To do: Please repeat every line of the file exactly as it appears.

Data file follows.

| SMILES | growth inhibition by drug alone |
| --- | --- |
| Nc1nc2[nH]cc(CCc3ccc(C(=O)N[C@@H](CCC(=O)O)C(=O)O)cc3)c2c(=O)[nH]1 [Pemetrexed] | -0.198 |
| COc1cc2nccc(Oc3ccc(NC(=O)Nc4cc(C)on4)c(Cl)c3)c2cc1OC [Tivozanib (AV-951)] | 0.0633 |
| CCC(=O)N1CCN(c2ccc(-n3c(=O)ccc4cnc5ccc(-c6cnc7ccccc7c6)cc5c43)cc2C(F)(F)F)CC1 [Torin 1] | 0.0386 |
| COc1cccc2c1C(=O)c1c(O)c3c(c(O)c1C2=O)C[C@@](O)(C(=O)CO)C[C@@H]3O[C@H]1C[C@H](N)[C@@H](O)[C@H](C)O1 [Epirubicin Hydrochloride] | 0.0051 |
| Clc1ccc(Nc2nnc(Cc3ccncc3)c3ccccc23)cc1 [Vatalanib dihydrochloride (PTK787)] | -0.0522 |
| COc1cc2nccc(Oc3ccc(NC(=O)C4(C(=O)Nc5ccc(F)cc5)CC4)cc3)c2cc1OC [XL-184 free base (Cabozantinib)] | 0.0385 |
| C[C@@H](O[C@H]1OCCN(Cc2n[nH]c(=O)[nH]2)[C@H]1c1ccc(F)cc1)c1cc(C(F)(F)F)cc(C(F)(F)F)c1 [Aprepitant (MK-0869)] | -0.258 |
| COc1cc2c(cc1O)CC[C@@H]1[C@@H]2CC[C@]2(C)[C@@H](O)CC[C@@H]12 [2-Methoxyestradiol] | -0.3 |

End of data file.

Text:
| SMILES | growth inhibition by drug alone |
| --- | --- |
| Nc1nc2[nH]cc(CCc3ccc(C(=O)N[C@@H](CCC(=O)O)C(=O)O)cc3)c2c(=O)[nH]1 [Pemetrexed] | -0.198 |
| COc1cc2nccc(Oc3ccc(NC(=O)Nc4cc(C)on4)c(Cl)c3)c2cc1OC [Tivozanib (AV-951)] | 0.0633 |
| CCC(=O)N1CCN(c2ccc(-n3c(=O)ccc4cnc5ccc(-c6cnc7ccccc7c6)cc5c43)cc2C(F)(F)F)CC1 [Torin 1] | 0.0386 |
| COc1cccc2c1C(=O)c1c(O)c3c(c(O)c1C2=O)C[C@@](O)(C(=O)CO)C[C@@H]3O[C@H]1C[C@H](N)[C@@H](O)[C@H](C)O1 [Epirubicin Hydrochloride] | 0.0051 |
| Clc1ccc(Nc2nnc(Cc3ccncc3)c3ccccc23)cc1 [Vatalanib dihydrochloride (PTK787)] | -0.0522 |
| COc1cc2nccc(Oc3ccc(NC(=O)C4(C(=O)Nc5ccc(F)cc5)CC4)cc3)c2cc1OC [XL-184 free base (Cabozantinib)] | 0.0385 |
| C[C@@H](O[C@H]1OCCN(Cc2n[nH]c(=O)[nH]2)[C@H]1c1ccc(F)cc1)c1cc(C(F)(F)F)cc(C(F)(F)F)c1 [Aprepitant (MK-0869)] | -0.258 |
| COc1cc2c(cc1O)CC[C@@H]1[C@@H]2CC[C@]2(C)[C@@H](O)CC[C@@H]12 [2-Methoxyestradiol] | -0.3 |